Tartan Ribbon

MacGregor Tartan History

 

H I S T O R Y

As many customers do ask, here's a little "potted history" with apologies to better historians than me for the bits I've undoubtedly got wrong . . .  

Clan Gregor claims descent from Constantin, first son of Doungallas and his wife Spontana, a daughter of a High King of Ireland. Constantin was always a grandson of Giric, the third son of Alpin mac Echdach, the father of Kenneth MacAlpin, the first King of Scots. This slightly complicated-sounding lineage gives rise to the clan's claim of royal blood... the clan motto is "'S Rioghal Mo Dhream" ("My Race is Royal").

King Kenneth I (MacAlpin) united the kingdom of Scotland around AD843 by marrying a Pictish princess Royal and thus laying claim to both the Scottish and Pictish thrones. Kenneth I had a younger brother called Gregor, although there is no surviving documentary evidence to support this. There was definitely a Gregor who was named as a commander in the army of Kenneth MacAlpin - a role normally reserved for family. Kenneth I had a least one other known brother, Donald, who succeeded him as King of Scots. Unfortunately, most of the early public records of Scotland were destroyed by order of the English King Edward Plantagenet, during his occupation of Scotland at the end of the 13th century so although there is some evidence to support the idea of "Prince Gregor", it can't actually be proved.

The original home of the clan was Glenstrae, the glen of the three rivers Orchy, Strae and Lochy. Inter-clan feuding prevented the clan from gaining much new land and when Robert the Bruce granted the Barony of Loch Awe to the Campbells, the MacGregors had to retreat further into the hills of their ancestral lands.

During the Wars of Independence, Clan Gregor (MacGregor) supported Robert the Bruce and fought at the Battle of Bannockburn in 1314. The MacGregors suffered a reversal of fortune when the King Robert I (Robert the Bruce) granted the barony of Loch Awe, which included much of the ancestral MacGregor lands, to the chief of Clan Campbell. The Campbells achieved this partly through a series of clever political marriages and wasted no time in ejecting the MacGregors, forcing them to retire deeper into their lands until they were largely restricted to Glenstrae.

The MacGregors fought the Campbells for decades and were eventually disposessed of all their lands. So bitter was this feuding that when John Drummond, the king’s forester, was murdered after hanging some MacGregors for poaching, the chief of the Clan Gregor, Alistair of Glen Strae was condemned by the Privy Council. In 1603 King James VI of Scotland (James I of England) actually declared the whole MacGregor clan "outlawed" and even the use of the clan name was proscribed under penalty of death(!).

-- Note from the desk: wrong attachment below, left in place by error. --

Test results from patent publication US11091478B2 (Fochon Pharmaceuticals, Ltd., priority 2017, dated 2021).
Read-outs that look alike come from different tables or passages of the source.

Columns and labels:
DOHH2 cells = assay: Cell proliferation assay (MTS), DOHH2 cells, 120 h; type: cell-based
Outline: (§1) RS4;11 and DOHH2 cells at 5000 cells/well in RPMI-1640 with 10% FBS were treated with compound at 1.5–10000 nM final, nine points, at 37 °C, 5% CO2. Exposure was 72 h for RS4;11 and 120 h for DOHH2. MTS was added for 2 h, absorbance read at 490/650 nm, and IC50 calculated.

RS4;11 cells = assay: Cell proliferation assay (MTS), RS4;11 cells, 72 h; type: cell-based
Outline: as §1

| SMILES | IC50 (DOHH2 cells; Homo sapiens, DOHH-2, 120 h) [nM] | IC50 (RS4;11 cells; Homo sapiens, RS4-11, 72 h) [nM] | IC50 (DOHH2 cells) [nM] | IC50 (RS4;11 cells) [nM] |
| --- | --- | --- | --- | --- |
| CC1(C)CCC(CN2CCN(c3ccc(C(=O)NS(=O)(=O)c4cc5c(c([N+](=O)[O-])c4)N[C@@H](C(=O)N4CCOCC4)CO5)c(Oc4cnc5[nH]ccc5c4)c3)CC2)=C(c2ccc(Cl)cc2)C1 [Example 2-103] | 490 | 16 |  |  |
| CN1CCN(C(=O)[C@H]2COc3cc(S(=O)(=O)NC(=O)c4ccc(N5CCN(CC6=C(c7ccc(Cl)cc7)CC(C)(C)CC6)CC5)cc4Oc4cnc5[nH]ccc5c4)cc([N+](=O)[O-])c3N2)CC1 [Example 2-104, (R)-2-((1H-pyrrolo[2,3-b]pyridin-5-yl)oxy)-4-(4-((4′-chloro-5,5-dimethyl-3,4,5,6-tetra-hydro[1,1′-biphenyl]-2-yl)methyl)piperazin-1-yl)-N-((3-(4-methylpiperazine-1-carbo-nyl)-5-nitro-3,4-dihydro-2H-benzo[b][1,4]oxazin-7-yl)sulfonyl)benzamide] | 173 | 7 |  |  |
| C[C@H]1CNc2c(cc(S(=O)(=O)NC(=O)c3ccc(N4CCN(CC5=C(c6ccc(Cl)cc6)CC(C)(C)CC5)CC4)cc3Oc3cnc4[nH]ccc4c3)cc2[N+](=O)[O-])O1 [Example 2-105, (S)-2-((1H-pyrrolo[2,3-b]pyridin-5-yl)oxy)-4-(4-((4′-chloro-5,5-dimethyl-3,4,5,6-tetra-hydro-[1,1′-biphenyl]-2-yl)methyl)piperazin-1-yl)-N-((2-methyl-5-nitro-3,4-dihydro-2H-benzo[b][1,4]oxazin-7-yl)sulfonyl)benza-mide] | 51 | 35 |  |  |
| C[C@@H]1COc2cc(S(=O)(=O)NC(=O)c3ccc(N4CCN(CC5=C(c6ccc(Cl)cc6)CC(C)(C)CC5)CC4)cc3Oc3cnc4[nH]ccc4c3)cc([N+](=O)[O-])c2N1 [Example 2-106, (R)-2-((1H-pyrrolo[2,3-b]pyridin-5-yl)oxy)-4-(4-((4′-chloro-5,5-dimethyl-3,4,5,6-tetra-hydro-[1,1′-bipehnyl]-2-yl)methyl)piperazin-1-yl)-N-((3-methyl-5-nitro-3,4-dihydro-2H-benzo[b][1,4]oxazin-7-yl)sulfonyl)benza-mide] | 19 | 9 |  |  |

Reduced to the status of outlaws, they rustled cattle and poached deer to survive. They became so proficient at these endeavours many other clans would pay them not to steal their cattle as they exhausted all other means of stopping them. In 1671 a certain Rob Roy MacGregor (he of the movie!) was born, and arguably became the most famous MacGregor. In reality, a rather unromantic robber and sheep-stealer, he nevertheless rallied to the Jacobite cause in 1715 and fought at the battle of Sherrifmuir. He also (it is said) led the clan as part of an alliance between Jacobite and Spanish troops against the British government forces at the Battle of Glenshiel in 1719. This was the last close engagement of British and foreign troops on mainland British soil and although sometimes considered an extension of the 1715 rising, it is more correctly a separate rebellion. The MacGregors also supported Bonnie Prince Charlie in the 1745 Jacobite uprising and fought at the Battle of Culloden in 1746.

It wasn't until 1774 that the laws proscribing the clan name MacGregor were repealed but by this time the remaining clans-folk were scattered. This scattering and the fact that they were not allowed to use their own clan name caused the clan to be known as "the children of the mist". With MacGregors assuming other names and suffering the fate of many highland families in the Highland Clearances, they have re-settled all over the world... and how many countless thousands of re-named MacGregors worldwide don't even know they are really MacGregors?

The MacGregor tartan was first published in the Vestiarum Scoticum (a self-styled "authority" on tartan) in in 1842. General John MacGregor-Murray of Lanmrick was declared clan chief in 1774, when the name MacGregor was once again made legitimate, and in 1795 was named Sir John Murray MacGregor. It is believed that the chief adopted the tartan at the time of the visit of King George IV to Edinburgh in 1822, by then the tartan had been in production by Wilsons of Bannockburn, with the name of MacGregor-Murray. It is the MacGregor-Murray line of the clan which exists today.

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